Build Your Leaders

Stripping for the Audience: Secrets of Great Presenters

Some say good presenters can visualize the audience naked, but I say great speakers strip for their audiences.

Great speakers and presenters are not afraid to bare their souls. They strip away all masks and illusions to allow audiences and prospects to see them for who they are. Audiences walk away not only with increased knowledge, but some insight into the presenter as a person.

Whether to sell, educate, or inform, every speech or presentation must have a goal, and key to reaching that goal is generating trust. In order to trust us, people must know us, like us, and believe we are credible.

Presenting speaks to one of our greatest fears — people may not accept us as we are. It's no wonder so many of us would rather eat glass than speak in front of a group.

Each person has a unique presentation style, and while some elements work well, others do not. Regardless of the presenter's skill, I have found most presenters can increase their likeability, credibility, and authority by at least twenty-five percent by unlocking the "30-second window."

Within 30 seconds, most of us form an immediate impression and then spend the next 30 minutes justifying our impression. Think back to a person you met on a blind date, first interview or social situation. Did you make a snap judgment as to whether or not you were going to like him or her? Most of us do.

We do it to others, and others do it to us. Most audiences decide whether or not they like us before we utter our first word.

For some, the "30-second window" is a breeze. These rare men and women have naturally high "likeability factors," a face, smile or presence to which people instantly warm. Most of us, however, have to win audiences over, fast.

Five factors contribute to audiences' first impressions: gestures, movement, appearance, stance and eye contact. Of these, appearance, stance and eye contact are most critical.

Experts abound on the subject of proper dress and grooming for presentations, yet the best advice I found came from one of my seminar participants. She suggested looking into the mirror and noticing if anything stood out, and if it does, take it off or change it.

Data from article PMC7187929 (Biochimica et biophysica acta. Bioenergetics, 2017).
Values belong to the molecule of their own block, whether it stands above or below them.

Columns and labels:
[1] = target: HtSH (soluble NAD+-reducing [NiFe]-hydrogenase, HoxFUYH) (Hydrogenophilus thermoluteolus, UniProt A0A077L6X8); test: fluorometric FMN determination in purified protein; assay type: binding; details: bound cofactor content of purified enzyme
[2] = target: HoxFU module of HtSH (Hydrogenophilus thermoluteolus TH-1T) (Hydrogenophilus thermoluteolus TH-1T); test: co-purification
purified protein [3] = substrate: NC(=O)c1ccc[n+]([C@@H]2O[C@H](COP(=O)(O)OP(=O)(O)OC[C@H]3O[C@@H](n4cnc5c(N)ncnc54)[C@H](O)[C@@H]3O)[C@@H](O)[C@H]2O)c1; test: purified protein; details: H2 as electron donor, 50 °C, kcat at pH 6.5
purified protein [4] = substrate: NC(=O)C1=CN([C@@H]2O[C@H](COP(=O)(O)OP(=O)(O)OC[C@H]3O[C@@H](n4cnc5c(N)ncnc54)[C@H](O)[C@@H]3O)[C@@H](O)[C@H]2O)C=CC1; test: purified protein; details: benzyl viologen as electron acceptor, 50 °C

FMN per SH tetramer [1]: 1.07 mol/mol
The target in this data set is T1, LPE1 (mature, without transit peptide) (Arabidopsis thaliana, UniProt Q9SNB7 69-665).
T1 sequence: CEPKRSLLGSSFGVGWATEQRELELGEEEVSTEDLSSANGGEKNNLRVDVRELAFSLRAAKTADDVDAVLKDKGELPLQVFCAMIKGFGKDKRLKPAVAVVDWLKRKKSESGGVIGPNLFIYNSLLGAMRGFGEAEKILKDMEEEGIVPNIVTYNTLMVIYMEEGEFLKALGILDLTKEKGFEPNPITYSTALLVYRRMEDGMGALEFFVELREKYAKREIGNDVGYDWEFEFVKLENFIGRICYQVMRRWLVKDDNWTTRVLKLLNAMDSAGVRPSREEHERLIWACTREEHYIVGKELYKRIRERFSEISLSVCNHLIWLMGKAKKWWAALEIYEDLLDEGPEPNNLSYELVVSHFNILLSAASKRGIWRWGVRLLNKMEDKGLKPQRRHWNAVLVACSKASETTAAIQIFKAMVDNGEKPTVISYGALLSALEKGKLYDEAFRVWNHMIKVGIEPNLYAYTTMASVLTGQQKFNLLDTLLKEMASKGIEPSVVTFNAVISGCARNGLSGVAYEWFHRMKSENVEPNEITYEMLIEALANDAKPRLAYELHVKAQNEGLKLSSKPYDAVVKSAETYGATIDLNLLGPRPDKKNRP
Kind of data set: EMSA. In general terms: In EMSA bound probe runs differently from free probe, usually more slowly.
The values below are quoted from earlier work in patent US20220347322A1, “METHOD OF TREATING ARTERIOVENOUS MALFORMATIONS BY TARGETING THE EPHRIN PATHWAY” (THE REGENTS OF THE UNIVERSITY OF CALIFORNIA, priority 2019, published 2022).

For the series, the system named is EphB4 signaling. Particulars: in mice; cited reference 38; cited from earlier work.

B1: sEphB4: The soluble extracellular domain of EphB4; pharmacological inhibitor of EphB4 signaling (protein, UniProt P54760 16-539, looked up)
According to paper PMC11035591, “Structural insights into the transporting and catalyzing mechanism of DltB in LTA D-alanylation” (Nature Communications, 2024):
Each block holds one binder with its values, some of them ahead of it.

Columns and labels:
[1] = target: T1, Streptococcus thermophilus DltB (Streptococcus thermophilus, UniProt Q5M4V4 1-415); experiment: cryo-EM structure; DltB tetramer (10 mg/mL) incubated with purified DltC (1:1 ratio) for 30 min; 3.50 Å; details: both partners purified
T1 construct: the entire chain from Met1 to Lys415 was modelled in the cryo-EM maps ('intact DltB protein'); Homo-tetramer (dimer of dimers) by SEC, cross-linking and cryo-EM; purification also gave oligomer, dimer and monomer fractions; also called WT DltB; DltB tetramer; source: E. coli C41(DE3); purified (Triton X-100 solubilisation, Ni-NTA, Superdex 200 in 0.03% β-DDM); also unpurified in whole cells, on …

One man I coached loved loud ties. While his neckwear reflected his outgoing personality, it also distracted from his presentation. The audience focused on his ties rather than his face, missing much of what he had to say.

Like appearance, stance contributes to instant credibility, and for many women, stance is a challenge.

Most women are taught at a young age to assume a dancer's pose, feet close together with one toe pointed out at a 90-degree angle. While this stance may be feminine and pretty, it holds no authority.

Instead, I counsel both men and women, to stand tall, feet shoulder-width and pointed outward, hands at their sides. While it is important to gesture naturally, hands should drop to the sides when not in use.

Stance is important in establishing credibility so don't hide it. At no time should speakers stand behind a podium, desk, table, or other obstacle. Great speakers allow the audiences to see all of them — physically as well as emotionally.

The eyes have been called the "windows of the soul." As such, they are one of our greatest weapons in winning audiences. When it comes to eye contact, great speakers use a rifle instead of a shotgun.

I coach executives to begin their presentations by standing in silence, finding a friendly face, establishing eye contact, taking a deep breath and then beginning their talk. This simple tip helps speakers become grounded and start their presentations with authority.

Many presenters talk while moving their heads from person to person like a sprinkler system, or worse they lose all connection with their audience by staring at one person, the slide screen, or into space. I train presenters to pick one person and maintain steady eye contact with that person until they have delivered a complete thought. Intensive eye contact can be uncomfortable, yet it is also highly effective in generating trust.

Discomfort is a constant companion for great presenters for they know no matter how good they think they are, they can always be better. Using appearance, stance and eye contact, they generate instant credibility while constantly challenging themselves to share more of themselves with their audiences.

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Copyright, Randy Siegel, 2003, All rights reserved

The Career Engineer" Randy Siegel works with organizations to take high-potential employees and give them the leadership and communications skills they need to be successful as they rise through the organization. Purchase his book PowerHouse Presenting: Become the Communicator You Were Born to Be through, and subscribe to his complimentary monthly e-Newsletter at